We’re a bit late to the Alien: Isolation party on Nintendo Switch and that’s my fault, it took me a while to cautiously creep through the numerous corridors and air ducts present within. Anyways, title notwithstanding I’m sure it’s possible to get through this whole review without using any more quotes from the movies so let’s get into it. Usually not much phases me, movies, games or walking through a spooky woodland alone at night, meh, no problem. Games such as Resident Evil 7 or Outlast II didn’t bother me and the likes of Dead Space had no chance of getting a jump scare out of me. But despite having owned the PC version since its original launch back in 2014 and later the PlayStation 4 version, I never got around to beating Alien: Isolation. Now, this might owe to me being a Sci-fi fan having grown up with the modern myth that is H.R Giger’s Xenomorph firmly in my psyche, but Creative Assembly succeeded where others have failed in that Alien: Isolation genuinely creeps me out from start to finish. It induces a constant feeling of dread keeping me constantly on edge and somewhat stressed out. I’ve always ended up getting partway into the game only to save it somewhere, play something else for a while to unwind and never return. So when the chance came up to play the Switch version I thought it’d be a perfect chance to dust off my motion tracker, climb into an air vent and get this game done once and for all.
There’s a reasonable chance you’ve already played Alien: Isolation on another system, what with this being a five year old game, but in case you’re new here’s a quick introduction; set fifteen years after the 1979 movie Alien had introduced us to the Xenomorph menace, you play the role of Amanda Ripley, daughter of Ellen Ripley. Working as an engineer for Weyland-Yutani, Amanda has given up hope of finding out what happened to her mother when she is approached by an official from the corporation who informs her that they believe the Nostromo’s flight recorder (the ship from the first movie) has been recovered and that it’s being held aboard a space station, Sevastopol. Amanda and a few others book passage aboard the Torrens and head out to retrieve the recorder. To be honest my unease begins right here despite being fully aware that I’m in no danger at this point. Upon arriving at Sevastopol they find it to be in bad shape with visible external damage and suffering communication problems; unable to make contact or dock with the station, Ripley and two other crew members embark on what turns out to be a very dicey space walk in order to gain access to the station. That’s pretty much it, cue constant terror from here on in. The setup for the story is pretty simple but perfectly serviceable and gets on with things in a timely fashion, written by some well known names such as Dan Abnett who is known for his work with Marvel and Games Workshop’s Black Library.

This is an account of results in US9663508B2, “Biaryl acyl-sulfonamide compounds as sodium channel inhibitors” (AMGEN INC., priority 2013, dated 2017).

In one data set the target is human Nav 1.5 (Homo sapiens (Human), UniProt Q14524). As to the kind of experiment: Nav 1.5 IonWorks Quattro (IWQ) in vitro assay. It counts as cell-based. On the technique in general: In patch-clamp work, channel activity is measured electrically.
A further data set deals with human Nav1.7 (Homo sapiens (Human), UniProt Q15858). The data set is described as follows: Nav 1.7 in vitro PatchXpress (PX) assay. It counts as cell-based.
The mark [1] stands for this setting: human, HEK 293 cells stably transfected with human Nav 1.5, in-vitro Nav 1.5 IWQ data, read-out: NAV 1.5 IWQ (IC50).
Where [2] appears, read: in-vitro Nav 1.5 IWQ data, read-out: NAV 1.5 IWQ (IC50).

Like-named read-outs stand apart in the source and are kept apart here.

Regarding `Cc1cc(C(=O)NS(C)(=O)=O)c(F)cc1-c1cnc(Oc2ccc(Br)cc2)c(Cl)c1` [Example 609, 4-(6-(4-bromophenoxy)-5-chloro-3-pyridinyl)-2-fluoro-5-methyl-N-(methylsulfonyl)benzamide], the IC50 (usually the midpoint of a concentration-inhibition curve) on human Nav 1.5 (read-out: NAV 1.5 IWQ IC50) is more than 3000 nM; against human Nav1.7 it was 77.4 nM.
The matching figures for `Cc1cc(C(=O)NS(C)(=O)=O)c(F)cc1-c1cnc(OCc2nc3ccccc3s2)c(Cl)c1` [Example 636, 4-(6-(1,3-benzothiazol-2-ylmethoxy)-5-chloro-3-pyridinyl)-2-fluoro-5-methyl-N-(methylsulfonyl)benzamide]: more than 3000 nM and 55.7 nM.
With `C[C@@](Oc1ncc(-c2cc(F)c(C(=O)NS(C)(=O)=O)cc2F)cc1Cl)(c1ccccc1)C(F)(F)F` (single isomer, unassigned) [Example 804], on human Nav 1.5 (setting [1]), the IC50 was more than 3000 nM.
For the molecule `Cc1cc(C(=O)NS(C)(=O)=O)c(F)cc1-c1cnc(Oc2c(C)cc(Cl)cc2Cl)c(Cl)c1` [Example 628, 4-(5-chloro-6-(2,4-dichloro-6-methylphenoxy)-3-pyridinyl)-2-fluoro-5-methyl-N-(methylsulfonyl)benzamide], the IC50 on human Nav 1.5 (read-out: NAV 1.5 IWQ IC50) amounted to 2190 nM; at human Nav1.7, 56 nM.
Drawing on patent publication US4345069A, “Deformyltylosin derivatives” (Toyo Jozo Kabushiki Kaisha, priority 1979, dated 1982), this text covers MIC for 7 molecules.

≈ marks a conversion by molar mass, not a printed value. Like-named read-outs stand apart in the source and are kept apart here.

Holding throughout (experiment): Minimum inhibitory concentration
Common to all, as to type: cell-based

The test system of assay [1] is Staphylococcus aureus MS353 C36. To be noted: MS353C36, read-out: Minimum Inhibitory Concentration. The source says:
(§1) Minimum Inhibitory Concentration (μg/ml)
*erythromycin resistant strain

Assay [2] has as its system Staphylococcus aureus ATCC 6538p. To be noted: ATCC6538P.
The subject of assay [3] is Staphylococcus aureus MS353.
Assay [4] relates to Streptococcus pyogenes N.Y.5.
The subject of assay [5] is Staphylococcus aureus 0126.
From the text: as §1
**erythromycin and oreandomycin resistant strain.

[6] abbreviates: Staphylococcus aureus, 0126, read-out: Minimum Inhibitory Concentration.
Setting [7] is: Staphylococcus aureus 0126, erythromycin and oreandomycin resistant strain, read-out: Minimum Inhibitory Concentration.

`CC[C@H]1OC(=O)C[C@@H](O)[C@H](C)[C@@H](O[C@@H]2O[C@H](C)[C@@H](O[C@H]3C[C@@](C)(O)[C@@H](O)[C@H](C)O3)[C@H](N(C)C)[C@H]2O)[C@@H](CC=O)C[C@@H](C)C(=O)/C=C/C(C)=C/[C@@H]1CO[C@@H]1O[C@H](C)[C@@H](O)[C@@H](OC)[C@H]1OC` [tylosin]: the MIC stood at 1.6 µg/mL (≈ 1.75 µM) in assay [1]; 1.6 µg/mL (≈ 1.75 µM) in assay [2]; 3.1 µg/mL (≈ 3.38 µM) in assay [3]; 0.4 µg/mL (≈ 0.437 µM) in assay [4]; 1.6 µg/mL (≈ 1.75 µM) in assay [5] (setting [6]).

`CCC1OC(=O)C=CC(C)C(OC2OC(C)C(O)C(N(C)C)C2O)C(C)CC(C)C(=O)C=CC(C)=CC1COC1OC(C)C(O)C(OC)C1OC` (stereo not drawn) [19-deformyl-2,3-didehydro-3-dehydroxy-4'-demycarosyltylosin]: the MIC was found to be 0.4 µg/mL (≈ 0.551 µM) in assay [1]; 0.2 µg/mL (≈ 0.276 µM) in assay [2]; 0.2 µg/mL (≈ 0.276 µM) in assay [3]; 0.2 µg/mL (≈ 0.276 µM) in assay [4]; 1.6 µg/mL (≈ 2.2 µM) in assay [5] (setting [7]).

Once aboard Sevastopol it’s pretty clear something has gone very wrong and while Amanda doesn’t know what that something might be, we as the player are very clear on what’s happened: someone let a homicidal apex predator on board and now we’re stuck in here with it. The station itself is a horror show in its own right, creaking and groaning from the events that have crippled it; every corridor is dimly lit with steam venting from ducts and damaged electrical systems sparking, hastily scrawled graffiti adorns the walls and signs of struggle are evident all around. Every shape and shadow looks like it could be the Xenomorph lurking there just waiting to bite your face off, every sound a cause for alarm which makes you feel rather daft when it turns out only to have been a worker’s desk ornament or something equally as benign. The whole feel of the station is in perfect keeping with the Alien style vision of the future, all industrial with flickering green CRT screens and a sense of space being a tough place to inhabit, fans of the franchise should be pleased with the faithful depiction achieved and let’s be honest, it’s just a really cool imagining of a spacefaring future.